Worst Market Incidents – Digital Magazine

The global pandemic caused stock markets around the world to collapse in 2020 – Copyright AFP/File TIMOTHY A. CLARY

Fifteen years ago, on September 15, 2008, the investment bank Lehman Brothers declared bankruptcy, a victim of the global financial crisis during which stock markets collapsed.

Here is a reminder of other major incidents in history:

– 1637: Tulip Mania –

The first speculative bubble in modern history involving exotic tulips. Prices of desirable varieties of the flower rose in the Netherlands at the beginning of the 17th century before the bubble burst in 1637.

The flowers have lost nine-tenths of their former value.

– 1720: South Sea Bubble –

In early 18th century England, people were scrambling to buy shares in the South Sea Company, which was set up to trade slaves with South America and restructure public debt.

When stocks collapse, many investors are ruined.

– 1882: The French Collapse –

The French economy was experiencing the worst crisis of the 19th century after the share price of the Union Generale Bank collapsed in January 1882, leading to the collapse of the Paris and Lyon stock exchanges.

– 1929: Wall Street Crash –

October 24, 1929 became known as “Black Thursday” on Wall Street after a bull market collapsed, causing the Dow Jones Index to lose more than 22 percent of its value at the start of trading.

Stocks recouped most of their losses during the day but the rot has begun: October 28 and 29 also see huge losses in the crisis that marks the beginning of the Great Depression in the United States and the global economic crisis.

– 1987: Black Monday –

Wall Street collapsed again on October 19, 1987, on the back of huge US trade and budget deficits and high interest rates.

The Dow Jones lost 22.6 percent, causing panic in markets around the world.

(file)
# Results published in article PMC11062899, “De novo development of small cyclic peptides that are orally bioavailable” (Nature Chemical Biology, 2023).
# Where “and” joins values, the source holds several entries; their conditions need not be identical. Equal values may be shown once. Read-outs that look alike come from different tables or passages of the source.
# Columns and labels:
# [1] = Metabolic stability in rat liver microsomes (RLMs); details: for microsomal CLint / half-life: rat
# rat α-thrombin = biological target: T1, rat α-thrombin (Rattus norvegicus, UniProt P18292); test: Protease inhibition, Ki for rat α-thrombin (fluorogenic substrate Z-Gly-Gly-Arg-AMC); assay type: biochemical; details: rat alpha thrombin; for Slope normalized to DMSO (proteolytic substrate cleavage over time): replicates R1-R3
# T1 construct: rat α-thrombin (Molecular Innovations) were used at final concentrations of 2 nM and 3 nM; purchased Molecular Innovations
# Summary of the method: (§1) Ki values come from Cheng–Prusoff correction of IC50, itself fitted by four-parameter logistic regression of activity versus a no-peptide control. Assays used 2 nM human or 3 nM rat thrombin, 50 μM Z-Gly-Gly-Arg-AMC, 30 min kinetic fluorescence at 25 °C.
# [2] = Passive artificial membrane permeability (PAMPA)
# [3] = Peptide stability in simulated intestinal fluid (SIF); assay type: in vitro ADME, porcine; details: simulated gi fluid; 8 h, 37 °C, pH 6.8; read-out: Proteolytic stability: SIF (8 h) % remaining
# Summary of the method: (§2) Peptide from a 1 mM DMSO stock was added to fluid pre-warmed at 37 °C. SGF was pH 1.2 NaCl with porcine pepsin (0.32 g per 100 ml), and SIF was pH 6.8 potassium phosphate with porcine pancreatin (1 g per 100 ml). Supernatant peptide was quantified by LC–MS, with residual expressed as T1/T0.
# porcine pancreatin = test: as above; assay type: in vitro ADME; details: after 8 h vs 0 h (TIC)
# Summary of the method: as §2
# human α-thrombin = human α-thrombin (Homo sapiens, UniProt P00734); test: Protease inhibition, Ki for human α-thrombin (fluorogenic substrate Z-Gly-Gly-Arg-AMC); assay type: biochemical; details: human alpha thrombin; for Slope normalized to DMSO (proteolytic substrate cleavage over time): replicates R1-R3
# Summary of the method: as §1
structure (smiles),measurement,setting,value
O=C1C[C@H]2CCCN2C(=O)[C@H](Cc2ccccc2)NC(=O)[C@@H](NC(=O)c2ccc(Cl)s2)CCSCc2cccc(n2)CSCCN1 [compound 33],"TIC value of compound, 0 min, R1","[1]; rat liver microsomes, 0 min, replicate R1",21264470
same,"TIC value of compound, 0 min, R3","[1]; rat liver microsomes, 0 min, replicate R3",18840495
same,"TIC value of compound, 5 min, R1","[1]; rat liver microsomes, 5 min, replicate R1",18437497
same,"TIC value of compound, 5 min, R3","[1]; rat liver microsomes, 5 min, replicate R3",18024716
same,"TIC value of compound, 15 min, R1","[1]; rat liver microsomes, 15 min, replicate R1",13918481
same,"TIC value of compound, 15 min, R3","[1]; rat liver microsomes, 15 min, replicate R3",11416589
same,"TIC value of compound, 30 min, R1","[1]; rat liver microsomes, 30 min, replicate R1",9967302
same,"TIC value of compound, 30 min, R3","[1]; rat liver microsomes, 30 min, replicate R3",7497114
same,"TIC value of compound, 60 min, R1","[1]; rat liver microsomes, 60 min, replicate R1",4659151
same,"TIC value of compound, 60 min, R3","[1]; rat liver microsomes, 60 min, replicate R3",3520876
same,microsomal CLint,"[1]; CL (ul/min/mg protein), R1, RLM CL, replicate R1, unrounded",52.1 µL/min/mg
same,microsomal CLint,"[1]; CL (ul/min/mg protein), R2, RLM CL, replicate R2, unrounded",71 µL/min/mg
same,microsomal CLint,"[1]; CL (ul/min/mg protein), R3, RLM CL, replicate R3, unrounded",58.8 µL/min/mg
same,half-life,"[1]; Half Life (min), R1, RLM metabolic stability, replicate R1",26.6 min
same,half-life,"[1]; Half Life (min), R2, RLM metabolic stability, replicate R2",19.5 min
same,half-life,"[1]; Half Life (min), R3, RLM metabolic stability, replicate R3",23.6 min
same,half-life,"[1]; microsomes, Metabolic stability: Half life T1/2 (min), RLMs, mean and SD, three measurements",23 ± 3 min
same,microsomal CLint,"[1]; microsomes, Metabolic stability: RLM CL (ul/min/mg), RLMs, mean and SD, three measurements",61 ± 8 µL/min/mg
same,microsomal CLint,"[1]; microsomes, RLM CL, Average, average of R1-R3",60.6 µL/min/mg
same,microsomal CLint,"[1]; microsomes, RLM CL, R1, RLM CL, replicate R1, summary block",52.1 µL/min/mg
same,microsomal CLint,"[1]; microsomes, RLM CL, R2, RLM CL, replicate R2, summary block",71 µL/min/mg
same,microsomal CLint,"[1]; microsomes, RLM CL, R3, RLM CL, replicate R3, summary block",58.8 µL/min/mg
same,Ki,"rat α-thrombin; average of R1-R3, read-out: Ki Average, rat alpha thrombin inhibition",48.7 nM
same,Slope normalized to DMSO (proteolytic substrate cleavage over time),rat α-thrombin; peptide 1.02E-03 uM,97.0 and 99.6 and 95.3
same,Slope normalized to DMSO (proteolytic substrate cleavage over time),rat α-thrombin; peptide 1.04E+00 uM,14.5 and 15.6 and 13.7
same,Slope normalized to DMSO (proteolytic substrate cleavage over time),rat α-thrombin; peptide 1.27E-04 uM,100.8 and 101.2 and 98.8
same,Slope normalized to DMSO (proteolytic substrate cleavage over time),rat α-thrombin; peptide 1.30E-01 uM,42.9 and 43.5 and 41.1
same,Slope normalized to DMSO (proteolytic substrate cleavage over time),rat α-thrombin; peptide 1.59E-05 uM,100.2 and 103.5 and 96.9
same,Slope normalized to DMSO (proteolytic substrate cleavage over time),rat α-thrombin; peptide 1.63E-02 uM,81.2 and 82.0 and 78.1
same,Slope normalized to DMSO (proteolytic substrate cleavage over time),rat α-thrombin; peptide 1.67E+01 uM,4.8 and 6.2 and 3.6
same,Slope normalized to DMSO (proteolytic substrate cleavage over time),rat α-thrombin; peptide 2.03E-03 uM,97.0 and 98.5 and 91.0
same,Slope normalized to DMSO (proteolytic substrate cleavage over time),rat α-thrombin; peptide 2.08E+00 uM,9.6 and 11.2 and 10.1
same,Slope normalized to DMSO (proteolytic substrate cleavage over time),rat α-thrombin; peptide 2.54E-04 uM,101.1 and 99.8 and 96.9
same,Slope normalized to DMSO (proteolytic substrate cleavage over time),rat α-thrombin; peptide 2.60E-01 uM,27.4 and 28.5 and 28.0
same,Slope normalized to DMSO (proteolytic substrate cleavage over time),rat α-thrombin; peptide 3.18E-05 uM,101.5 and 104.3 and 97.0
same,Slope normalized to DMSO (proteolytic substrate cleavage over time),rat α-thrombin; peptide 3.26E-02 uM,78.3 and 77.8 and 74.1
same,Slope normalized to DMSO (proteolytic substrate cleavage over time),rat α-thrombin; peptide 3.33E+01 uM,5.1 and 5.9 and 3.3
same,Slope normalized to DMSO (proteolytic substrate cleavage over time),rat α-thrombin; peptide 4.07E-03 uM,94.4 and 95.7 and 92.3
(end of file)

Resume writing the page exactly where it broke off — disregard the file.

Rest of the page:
– 1998: Russian plane crash –

In August 1998, the ruble collapsed due to speculation linked to falling oil prices and the ripple effect of the 1997 Asian economic crisis.

Moscow declares a 90-day moratorium on repaying its foreign debts and cannot borrow again in international markets for more than a decade.

– 2000: The dot-com bubble –

The turn of the millennium sees the deflation of the tech bubble caused by venture capitalists throwing money at unproven companies.

From a record high of 5,048.62 points on March 10, 2000, the US tech-heavy Nasdaq index lost 39.3 percent of its value over the course of the year.

Many Internet startups go out of business.

– 2008: Subprime mortgage crisis –

The 2008 global financial crisis was caused by US bankers giving mortgages to people with fragile finances and then selling them as investments, leading to a housing boom.

When borrowers become unable to repay their mortgages, the stock market collapses and the banking system collapses, culminating in the dramatic bankruptcy of Lehman Brothers.

Millions of people are losing their homes.

– 2015: Chinese boom and bust –

The bursting of China’s stock market bubble in the summer of 2015 sent the benchmark Shanghai index falling more than 40% over several weeks, despite government intervention to try to stem the collapse.

– 2020: Pandemic –

Global stocks collapsed in March 2020 after the World Health Organization declared COVID-19 a pandemic that would put much of the world under lockdown.

The Dow lost 26% in four days, one of its biggest drops ever.

But the rapid response by national governments, which are making great efforts to keep their economies afloat, helps most markets recover within months.

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